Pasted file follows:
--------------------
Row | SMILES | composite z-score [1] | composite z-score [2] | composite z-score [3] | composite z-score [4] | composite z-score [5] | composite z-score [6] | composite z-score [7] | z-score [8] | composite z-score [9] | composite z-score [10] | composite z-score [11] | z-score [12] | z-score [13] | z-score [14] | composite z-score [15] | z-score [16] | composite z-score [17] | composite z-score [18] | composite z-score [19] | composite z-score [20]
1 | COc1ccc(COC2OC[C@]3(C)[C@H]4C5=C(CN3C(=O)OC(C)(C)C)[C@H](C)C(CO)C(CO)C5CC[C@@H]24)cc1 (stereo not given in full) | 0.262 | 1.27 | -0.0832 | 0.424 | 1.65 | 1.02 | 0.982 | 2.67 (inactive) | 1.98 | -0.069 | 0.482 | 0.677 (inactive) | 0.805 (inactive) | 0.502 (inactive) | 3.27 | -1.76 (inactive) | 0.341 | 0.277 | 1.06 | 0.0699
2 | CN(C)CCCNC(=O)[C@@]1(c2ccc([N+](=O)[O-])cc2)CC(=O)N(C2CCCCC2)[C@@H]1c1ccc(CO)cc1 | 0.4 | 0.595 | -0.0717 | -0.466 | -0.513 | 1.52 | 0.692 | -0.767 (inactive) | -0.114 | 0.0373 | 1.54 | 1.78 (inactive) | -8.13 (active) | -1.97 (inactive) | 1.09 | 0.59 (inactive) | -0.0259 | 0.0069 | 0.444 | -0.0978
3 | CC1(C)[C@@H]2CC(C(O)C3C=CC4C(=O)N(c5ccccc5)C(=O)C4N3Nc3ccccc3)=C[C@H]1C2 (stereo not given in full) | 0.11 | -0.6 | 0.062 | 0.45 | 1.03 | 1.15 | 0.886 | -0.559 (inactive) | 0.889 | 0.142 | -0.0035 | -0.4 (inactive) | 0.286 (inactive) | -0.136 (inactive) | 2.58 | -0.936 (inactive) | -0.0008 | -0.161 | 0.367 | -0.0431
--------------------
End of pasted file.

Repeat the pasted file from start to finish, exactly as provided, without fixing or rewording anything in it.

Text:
Row | SMILES | composite z-score [1] | composite z-score [2] | composite z-score [3] | composite z-score [4] | composite z-score [5] | composite z-score [6] | composite z-score [7] | z-score [8] | composite z-score [9] | composite z-score [10] | composite z-score [11] | z-score [12] | z-score [13] | z-score [14] | composite z-score [15] | z-score [16] | composite z-score [17] | composite z-score [18] | composite z-score [19] | composite z-score [20]
1 | COc1ccc(COC2OC[C@]3(C)[C@H]4C5=C(CN3C(=O)OC(C)(C)C)[C@H](C)C(CO)C(CO)C5CC[C@@H]24)cc1 (stereo not given in full) | 0.262 | 1.27 | -0.0832 | 0.424 | 1.65 | 1.02 | 0.982 | 2.67 (inactive) | 1.98 | -0.069 | 0.482 | 0.677 (inactive) | 0.805 (inactive) | 0.502 (inactive) | 3.27 | -1.76 (inactive) | 0.341 | 0.277 | 1.06 | 0.0699
2 | CN(C)CCCNC(=O)[C@@]1(c2ccc([N+](=O)[O-])cc2)CC(=O)N(C2CCCCC2)[C@@H]1c1ccc(CO)cc1 | 0.4 | 0.595 | -0.0717 | -0.466 | -0.513 | 1.52 | 0.692 | -0.767 (inactive) | -0.114 | 0.0373 | 1.54 | 1.78 (inactive) | -8.13 (active) | -1.97 (inactive) | 1.09 | 0.59 (inactive) | -0.0259 | 0.0069 | 0.444 | -0.0978
3 | CC1(C)[C@@H]2CC(C(O)C3C=CC4C(=O)N(c5ccccc5)C(=O)C4N3Nc3ccccc3)=C[C@H]1C2 (stereo not given in full) | 0.11 | -0.6 | 0.062 | 0.45 | 1.03 | 1.15 | 0.886 | -0.559 (inactive) | 0.889 | 0.142 | -0.0035 | -0.4 (inactive) | 0.286 (inactive) | -0.136 (inactive) | 2.58 | -0.936 (inactive) | -0.0008 | -0.161 | 0.367 | -0.0431